2. Session Store – On-premises we used long-lived VMs and filesystem based. In AWS, Class Roster now store sessions in MongoDB.
  3. CUWebAuth – Cornell’s custom auth module makes use of its stateful cache. This prevented us from disabling stickiness entirely, but did allow us to reduce the TTL to <30 minutes.

Planning for Load

Development occurred on t2.micro instances, which didn’t provide any sense of what might be possible for handling load. AWS’s utility billing meant we could provision a test environment truly identical to prod at a fraction of the cost – run benchmarks and tear it down.

We spun up spot a m4.xlarge instance with enhanced networking and used Siege with a long list of pain point pages and actions (high CPU, low cache) against the test environment – repeatedly.

Some specific areas tested:

  • Instance Family – The choice was between c4 and m4. Testing revealed CPU constraints long before memory, so c4 it was.
  • Instance Type – We then tested c4.large versus its bigger brothers of c4.2xlarge all the way up to c4.8xlarge. Performance tests revealed near linear scaling. Given no advantage to vertical scaling and a preference for horizontal scaling, we stuck to c4.large.
  • Availability Zones – With our DBs living in 1 AZ, testing revealed a noticeable impact if we placed web servers in another AZ. While cross-AZ latency is very low, it was noticeable.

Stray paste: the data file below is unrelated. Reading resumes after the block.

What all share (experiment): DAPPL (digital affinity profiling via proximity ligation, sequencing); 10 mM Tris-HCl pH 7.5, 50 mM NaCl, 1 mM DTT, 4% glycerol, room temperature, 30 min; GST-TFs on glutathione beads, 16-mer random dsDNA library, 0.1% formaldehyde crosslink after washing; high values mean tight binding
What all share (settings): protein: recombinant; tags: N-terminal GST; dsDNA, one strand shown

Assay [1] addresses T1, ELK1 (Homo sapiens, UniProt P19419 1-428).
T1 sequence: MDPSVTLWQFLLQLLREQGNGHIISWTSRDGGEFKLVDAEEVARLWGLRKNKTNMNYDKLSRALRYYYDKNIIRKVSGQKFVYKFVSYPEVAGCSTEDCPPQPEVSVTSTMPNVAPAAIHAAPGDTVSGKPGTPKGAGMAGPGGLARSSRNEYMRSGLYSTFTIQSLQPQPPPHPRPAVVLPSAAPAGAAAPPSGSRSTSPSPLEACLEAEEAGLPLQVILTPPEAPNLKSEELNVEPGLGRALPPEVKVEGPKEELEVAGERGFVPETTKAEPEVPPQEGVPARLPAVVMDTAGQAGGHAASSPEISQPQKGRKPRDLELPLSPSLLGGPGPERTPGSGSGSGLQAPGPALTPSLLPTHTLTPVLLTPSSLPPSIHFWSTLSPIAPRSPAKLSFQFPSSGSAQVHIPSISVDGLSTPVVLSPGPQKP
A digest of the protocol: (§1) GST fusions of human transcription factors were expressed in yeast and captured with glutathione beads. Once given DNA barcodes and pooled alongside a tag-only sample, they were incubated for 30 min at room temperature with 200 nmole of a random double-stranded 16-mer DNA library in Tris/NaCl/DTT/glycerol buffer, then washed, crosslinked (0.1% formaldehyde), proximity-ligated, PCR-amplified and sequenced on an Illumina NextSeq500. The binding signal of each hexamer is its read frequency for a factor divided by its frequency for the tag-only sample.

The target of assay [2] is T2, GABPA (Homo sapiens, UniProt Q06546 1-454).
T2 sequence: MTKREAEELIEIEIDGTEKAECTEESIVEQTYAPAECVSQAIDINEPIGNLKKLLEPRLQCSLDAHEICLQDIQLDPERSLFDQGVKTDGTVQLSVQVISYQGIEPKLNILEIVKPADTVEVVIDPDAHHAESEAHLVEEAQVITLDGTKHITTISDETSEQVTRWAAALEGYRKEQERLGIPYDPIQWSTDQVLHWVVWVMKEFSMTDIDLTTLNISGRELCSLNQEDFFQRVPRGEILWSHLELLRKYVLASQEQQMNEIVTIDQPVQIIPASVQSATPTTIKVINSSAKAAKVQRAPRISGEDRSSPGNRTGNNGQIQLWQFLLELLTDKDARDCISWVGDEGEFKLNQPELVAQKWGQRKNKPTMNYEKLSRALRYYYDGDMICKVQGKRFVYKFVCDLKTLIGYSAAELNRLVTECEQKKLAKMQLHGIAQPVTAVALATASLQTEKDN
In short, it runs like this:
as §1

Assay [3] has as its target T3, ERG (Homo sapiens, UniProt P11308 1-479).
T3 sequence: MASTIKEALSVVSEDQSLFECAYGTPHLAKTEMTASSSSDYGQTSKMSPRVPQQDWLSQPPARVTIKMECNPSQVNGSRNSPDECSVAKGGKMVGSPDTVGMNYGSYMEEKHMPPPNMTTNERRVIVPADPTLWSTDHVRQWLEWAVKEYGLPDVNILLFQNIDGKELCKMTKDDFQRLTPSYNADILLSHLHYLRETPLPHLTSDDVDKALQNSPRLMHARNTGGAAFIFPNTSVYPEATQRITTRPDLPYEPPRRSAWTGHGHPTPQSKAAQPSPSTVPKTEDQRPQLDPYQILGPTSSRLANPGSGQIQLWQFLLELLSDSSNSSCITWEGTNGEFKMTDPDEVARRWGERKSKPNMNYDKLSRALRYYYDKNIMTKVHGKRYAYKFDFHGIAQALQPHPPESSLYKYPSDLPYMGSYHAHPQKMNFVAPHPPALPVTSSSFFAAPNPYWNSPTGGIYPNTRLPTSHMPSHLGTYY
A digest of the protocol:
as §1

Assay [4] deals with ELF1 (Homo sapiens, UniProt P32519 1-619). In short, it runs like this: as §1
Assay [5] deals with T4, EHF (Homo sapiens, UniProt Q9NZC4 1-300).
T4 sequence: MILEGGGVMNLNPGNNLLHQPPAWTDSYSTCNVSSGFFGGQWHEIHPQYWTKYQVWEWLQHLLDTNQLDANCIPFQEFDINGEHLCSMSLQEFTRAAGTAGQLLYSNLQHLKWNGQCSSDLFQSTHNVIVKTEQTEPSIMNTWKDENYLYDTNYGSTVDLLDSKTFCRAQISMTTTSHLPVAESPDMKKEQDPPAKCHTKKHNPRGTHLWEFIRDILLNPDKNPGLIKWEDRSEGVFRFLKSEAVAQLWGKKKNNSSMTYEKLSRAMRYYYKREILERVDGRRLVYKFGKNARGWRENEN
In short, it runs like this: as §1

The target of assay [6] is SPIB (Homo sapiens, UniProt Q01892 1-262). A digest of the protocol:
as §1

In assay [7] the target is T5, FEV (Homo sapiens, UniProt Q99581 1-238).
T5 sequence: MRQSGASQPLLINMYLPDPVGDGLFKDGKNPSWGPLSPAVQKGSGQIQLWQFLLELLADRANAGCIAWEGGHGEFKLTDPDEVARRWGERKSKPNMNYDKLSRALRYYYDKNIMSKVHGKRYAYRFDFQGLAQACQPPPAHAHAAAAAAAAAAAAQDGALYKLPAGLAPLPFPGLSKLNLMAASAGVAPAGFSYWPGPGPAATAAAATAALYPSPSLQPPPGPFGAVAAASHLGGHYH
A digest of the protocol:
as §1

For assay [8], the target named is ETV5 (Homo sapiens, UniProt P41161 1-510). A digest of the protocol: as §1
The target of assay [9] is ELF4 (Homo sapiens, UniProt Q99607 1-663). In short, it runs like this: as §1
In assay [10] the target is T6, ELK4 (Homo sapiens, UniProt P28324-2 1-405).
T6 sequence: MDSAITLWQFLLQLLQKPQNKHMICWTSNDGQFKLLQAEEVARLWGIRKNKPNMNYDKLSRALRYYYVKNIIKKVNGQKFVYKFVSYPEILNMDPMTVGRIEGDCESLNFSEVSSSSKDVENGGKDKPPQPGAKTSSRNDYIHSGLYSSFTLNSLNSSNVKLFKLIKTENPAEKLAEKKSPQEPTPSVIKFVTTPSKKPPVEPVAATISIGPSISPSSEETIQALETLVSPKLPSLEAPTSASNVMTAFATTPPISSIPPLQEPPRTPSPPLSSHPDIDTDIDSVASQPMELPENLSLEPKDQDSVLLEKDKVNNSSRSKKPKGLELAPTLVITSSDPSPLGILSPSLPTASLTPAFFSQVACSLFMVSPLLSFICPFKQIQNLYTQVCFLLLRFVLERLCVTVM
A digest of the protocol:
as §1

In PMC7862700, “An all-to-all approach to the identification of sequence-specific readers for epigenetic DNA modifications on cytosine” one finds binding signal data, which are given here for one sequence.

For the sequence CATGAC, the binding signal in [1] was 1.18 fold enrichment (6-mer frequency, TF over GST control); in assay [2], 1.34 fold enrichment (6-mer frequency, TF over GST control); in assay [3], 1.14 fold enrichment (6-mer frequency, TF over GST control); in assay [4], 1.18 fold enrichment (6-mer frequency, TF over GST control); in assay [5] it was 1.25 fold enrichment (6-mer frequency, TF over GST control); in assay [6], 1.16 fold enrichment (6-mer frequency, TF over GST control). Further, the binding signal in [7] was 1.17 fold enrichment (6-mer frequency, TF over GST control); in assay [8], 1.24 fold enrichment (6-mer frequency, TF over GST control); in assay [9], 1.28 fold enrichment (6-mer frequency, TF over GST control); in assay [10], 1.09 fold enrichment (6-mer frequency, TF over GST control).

Ultimately we chose to run two on-demand c4.large instances and an ASG w/spot instances using CloudWatch Alarms and scheduled events as needed. Since pre-enroll events are rigidly scheduled, we can scale out for a 2-3 hour window and then scale-in without interruption to users.

Happy Cloud Launch

Class Roster Usage
Spikes and Concurrent Usage

In Spring 2016, Class Roster migrated to AWS and launched “Scheduler”. We’ve now been cloud-happy for more than 6 months. Recently, we had our busiest single day ever with more than 23k user sessions and 117k page views. No slow downs; 100% available.

Discussions are now beginning on the next major set of features for Class Roster. Usage will grow again. I’m excited to continue to leverage a range of AWS offerings!


 

Eric Grysko is a Software Engineer in Student Services IT, AWS Certified, and looking forward to Class Roster in 2017.